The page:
To Gladys Taylor Cook, there is beauty and strength in everyone. For over 25 years the dedicated and loved Elder has committed her life to working with Aboriginal youth at the Agassiz Youth Centre and with Aboriginal female offenders at the Portage Correctional Centre. At the heart of her work lies the strength of her Dakota heritage and her own experiences.
At the age of four, Ms. Taylor Cook was sent to residential school and removed from the family she loved and the place she called home. She recalls vividly the hardships and loneliness she endured for years. Despite the challenges she faced, Ms. Taylor Cook emerged a survivor and continues to inspire generations of Aboriginal people. Over the course of a lifetime she has channelled that experience into alleviating the loneliness of others who are often in desperate situations.
With her gentle heart and powerful courage she gives hope to Aboriginal youth and women by tirelessly offering her guidance on how to overcome the obstacles they face. She takes her simple message of strength to numerous organizations including First Nations communities, service clubs, church groups, and prisons. Ms. Taylor Cook also gives workshops about Aboriginal cultural and spiritual teachings to correctional facilities, service agencies and to the community at large.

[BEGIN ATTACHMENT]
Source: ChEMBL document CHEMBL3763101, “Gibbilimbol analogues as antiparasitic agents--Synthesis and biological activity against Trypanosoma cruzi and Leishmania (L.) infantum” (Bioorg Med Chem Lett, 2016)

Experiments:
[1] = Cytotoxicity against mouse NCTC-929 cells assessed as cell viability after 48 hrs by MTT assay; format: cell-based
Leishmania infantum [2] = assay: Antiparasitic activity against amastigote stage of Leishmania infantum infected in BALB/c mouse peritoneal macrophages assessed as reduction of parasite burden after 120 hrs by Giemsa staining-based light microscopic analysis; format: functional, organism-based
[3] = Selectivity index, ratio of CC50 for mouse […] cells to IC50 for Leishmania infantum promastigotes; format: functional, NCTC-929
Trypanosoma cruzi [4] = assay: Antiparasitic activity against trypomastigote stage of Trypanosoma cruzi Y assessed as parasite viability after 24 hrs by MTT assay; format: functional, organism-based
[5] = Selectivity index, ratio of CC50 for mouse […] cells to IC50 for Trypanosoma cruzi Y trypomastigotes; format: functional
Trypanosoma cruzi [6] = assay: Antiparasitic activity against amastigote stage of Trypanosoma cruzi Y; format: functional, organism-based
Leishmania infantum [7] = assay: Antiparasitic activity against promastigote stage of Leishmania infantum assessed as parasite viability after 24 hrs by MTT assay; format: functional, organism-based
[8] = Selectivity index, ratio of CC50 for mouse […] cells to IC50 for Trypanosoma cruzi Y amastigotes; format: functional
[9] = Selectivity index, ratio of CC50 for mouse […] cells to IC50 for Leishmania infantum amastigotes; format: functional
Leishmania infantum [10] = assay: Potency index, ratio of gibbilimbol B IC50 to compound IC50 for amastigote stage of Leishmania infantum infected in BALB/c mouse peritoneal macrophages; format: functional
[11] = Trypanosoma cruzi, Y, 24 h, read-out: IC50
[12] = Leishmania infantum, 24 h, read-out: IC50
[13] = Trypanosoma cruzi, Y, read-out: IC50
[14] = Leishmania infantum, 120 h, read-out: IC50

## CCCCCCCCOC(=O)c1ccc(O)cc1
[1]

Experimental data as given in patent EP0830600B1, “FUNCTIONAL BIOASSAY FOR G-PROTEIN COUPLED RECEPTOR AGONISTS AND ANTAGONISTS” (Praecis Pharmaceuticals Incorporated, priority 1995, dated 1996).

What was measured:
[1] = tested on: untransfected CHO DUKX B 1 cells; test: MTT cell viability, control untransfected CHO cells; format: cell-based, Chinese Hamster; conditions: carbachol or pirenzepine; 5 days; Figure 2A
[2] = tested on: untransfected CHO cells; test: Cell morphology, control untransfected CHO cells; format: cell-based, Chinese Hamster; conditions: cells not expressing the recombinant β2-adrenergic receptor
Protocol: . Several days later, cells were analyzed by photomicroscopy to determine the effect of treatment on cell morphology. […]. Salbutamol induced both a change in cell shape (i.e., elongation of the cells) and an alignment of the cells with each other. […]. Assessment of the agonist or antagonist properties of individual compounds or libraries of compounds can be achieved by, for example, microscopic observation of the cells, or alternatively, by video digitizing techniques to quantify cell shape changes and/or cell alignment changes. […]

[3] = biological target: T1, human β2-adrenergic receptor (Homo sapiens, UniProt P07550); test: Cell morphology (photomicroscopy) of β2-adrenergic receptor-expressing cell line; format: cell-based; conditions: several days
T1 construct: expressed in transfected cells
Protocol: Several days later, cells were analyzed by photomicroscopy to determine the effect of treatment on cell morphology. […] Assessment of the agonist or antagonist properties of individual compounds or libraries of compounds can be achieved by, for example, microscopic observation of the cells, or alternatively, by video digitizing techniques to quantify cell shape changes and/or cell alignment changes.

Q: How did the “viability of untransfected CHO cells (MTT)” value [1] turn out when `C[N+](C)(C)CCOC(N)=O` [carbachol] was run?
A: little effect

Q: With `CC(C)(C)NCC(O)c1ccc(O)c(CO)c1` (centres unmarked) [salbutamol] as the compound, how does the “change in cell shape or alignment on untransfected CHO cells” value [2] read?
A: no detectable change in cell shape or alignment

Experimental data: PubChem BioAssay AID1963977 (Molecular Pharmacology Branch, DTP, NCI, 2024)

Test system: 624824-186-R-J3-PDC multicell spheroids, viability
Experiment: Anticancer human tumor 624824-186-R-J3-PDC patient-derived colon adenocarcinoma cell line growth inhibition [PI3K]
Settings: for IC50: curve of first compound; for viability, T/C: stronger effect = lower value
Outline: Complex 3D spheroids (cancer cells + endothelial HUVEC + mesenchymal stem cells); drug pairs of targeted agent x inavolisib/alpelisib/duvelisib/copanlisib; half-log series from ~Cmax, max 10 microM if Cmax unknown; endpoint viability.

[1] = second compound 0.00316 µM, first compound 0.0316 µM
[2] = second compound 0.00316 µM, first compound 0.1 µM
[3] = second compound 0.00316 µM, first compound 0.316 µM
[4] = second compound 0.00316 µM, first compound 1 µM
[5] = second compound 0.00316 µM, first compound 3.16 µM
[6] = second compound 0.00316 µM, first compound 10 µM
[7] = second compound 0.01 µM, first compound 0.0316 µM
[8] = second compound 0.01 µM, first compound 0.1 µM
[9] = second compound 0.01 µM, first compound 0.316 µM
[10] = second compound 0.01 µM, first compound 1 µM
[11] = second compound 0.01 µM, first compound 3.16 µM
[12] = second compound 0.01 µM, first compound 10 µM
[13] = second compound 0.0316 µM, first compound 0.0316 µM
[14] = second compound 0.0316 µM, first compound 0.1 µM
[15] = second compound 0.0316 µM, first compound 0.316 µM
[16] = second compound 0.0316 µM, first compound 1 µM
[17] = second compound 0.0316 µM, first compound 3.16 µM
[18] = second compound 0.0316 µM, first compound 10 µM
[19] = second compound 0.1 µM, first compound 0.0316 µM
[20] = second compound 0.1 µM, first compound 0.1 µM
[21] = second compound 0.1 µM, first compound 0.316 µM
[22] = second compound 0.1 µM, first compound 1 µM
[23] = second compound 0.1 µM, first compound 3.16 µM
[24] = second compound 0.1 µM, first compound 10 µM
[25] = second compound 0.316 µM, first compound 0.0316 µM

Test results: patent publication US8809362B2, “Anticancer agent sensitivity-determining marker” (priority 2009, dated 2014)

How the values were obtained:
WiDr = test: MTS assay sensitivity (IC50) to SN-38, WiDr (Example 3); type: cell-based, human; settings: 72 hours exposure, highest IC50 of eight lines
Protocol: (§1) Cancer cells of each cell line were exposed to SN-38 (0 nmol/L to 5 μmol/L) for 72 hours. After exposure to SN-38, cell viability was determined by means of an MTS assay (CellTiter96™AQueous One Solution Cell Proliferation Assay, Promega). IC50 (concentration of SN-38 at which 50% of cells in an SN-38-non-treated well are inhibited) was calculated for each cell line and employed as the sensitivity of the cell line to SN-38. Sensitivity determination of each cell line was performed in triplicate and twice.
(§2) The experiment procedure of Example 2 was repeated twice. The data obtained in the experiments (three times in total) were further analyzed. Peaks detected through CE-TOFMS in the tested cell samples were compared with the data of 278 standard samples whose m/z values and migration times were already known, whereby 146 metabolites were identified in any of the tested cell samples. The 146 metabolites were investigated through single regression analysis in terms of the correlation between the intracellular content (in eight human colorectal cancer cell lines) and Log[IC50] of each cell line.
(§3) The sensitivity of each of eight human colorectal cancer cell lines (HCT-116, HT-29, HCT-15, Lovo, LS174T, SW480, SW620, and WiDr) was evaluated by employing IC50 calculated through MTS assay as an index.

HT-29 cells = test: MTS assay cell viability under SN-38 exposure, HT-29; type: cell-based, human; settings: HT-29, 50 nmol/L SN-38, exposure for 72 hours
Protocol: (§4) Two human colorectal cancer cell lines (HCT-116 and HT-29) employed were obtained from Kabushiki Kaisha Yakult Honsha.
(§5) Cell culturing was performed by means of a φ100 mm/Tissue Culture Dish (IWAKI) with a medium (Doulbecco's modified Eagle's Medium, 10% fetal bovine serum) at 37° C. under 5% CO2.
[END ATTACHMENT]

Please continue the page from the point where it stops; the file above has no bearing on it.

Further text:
Her inspiring work – while often private in nature – has not gone unnoticed. Aside from touching the lives of hundreds of people, the Governor General of Canada recently acknowledged Ms. Taylor Cook’s contributions to community service.
Ms. Taylor Cook also contributes her time as a Board Member for the Royal Canadian Mounted Police (Native Policing, Winnipeg, MB) and former Board Member for Marymound as well as serving as an Elder Justice for the Province of Manitoba.